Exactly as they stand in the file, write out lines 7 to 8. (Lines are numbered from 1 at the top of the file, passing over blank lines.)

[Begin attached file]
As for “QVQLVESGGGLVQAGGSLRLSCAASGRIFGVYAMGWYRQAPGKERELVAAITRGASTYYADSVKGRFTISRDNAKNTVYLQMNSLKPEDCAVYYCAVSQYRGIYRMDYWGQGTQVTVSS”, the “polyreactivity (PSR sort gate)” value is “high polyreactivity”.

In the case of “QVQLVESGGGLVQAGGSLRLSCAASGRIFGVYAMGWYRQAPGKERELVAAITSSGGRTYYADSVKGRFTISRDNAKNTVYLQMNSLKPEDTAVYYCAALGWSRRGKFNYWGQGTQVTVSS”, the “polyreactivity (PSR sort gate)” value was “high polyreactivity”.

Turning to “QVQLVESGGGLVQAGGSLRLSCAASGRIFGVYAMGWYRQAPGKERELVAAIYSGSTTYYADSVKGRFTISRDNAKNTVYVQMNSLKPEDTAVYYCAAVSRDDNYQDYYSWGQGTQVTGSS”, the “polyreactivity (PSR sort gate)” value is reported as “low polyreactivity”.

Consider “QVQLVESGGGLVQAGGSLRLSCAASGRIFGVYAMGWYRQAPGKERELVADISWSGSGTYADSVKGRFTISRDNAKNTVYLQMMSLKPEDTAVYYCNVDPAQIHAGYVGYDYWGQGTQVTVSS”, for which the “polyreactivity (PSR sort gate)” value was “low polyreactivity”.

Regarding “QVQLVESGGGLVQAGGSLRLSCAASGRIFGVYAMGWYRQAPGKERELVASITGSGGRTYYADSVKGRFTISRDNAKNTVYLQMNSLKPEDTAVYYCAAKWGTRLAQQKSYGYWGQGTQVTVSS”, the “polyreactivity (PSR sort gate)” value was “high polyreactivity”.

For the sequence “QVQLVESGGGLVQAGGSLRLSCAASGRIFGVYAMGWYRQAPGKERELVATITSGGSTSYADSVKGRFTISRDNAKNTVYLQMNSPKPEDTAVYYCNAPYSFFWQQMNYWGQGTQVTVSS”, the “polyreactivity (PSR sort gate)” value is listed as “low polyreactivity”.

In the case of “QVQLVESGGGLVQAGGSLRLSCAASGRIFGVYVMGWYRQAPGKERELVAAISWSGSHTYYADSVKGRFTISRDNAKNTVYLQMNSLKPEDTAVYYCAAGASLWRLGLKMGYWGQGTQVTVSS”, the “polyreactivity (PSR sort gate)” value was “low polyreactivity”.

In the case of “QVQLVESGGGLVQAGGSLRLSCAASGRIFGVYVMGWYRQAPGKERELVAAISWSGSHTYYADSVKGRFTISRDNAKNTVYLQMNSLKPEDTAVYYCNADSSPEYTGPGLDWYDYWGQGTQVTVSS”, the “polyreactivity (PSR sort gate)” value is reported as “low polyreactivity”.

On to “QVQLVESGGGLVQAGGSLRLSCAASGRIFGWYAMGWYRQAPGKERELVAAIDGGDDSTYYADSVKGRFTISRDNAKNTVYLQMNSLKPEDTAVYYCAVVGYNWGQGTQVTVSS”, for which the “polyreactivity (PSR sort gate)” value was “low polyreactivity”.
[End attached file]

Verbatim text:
In the case of “QVQLVESGGGLVQAGGSLRLSCAASGRIFGVYVMGWYRQAPGKERELVAAISWSGSHTYYADSVKGRFTISRDNAKNTVYLQMNSLKPEDTAVYYCAAGASLWRLGLKMGYWGQGTQVTVSS”, the “polyreactivity (PSR sort gate)” value was “low polyreactivity”.

In the case of “QVQLVESGGGLVQAGGSLRLSCAASGRIFGVYVMGWYRQAPGKERELVAAISWSGSHTYYADSVKGRFTISRDNAKNTVYLQMNSLKPEDTAVYYCNADSSPEYTGPGLDWYDYWGQGTQVTVSS”, the “polyreactivity (PSR sort gate)” value is reported as “low polyreactivity”.